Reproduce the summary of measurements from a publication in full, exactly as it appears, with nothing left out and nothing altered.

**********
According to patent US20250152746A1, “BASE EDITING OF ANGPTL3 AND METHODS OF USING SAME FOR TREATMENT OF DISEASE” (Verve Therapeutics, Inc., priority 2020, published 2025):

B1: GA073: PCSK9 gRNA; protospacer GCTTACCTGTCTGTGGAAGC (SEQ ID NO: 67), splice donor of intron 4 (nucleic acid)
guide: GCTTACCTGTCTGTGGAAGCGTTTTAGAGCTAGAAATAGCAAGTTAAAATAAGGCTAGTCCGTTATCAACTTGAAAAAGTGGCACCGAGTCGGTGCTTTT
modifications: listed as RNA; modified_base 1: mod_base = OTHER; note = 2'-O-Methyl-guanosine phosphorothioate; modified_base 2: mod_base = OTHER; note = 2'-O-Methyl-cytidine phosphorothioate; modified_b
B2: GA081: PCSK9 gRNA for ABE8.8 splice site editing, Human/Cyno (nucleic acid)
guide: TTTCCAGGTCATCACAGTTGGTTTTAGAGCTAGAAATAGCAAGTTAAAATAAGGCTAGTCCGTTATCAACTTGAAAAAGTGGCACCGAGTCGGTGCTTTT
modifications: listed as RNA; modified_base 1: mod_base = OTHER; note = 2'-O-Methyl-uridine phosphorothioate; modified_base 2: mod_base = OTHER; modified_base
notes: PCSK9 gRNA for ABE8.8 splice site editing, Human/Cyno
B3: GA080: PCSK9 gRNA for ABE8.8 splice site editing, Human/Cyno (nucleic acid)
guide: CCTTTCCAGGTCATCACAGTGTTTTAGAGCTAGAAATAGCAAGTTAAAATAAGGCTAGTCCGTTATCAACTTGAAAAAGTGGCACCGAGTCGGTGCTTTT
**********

According to patent US20250152746A1, “BASE EDITING OF ANGPTL3 AND METHODS OF USING SAME FOR TREATMENT OF DISEASE” (Verve Therapeutics, Inc., priority 2020, published 2025):

B1: GA073: PCSK9 gRNA; protospacer GCTTACCTGTCTGTGGAAGC (SEQ ID NO: 67), splice donor of intron 4 (nucleic acid)
guide: GCTTACCTGTCTGTGGAAGCGTTTTAGAGCTAGAAATAGCAAGTTAAAATAAGGCTAGTCCGTTATCAACTTGAAAAAGTGGCACCGAGTCGGTGCTTTT
modifications: listed as RNA; modified_base 1: mod_base = OTHER; note = 2'-O-Methyl-guanosine phosphorothioate; modified_base 2: mod_base = OTHER; note = 2'-O-Methyl-cytidine phosphorothioate; modified_b
B2: GA081: PCSK9 gRNA for ABE8.8 splice site editing, Human/Cyno (nucleic acid)
guide: TTTCCAGGTCATCACAGTTGGTTTTAGAGCTAGAAATAGCAAGTTAAAATAAGGCTAGTCCGTTATCAACTTGAAAAAGTGGCACCGAGTCGGTGCTTTT
modifications: listed as RNA; modified_base 1: mod_base = OTHER; note = 2'-O-Methyl-uridine phosphorothioate; modified_base 2: mod_base = OTHER; modified_base
notes: PCSK9 gRNA for ABE8.8 splice site editing, Human/Cyno
B3: GA080: PCSK9 gRNA for ABE8.8 splice site editing, Human/Cyno (nucleic acid)
guide: CCTTTCCAGGTCATCACAGTGTTTTAGAGCTAGAAATAGCAAGTTAAAATAAGGCTAGTCCGTTATCAACTTGAAAAAGTGGCACCGAGTCGGTGCTTTT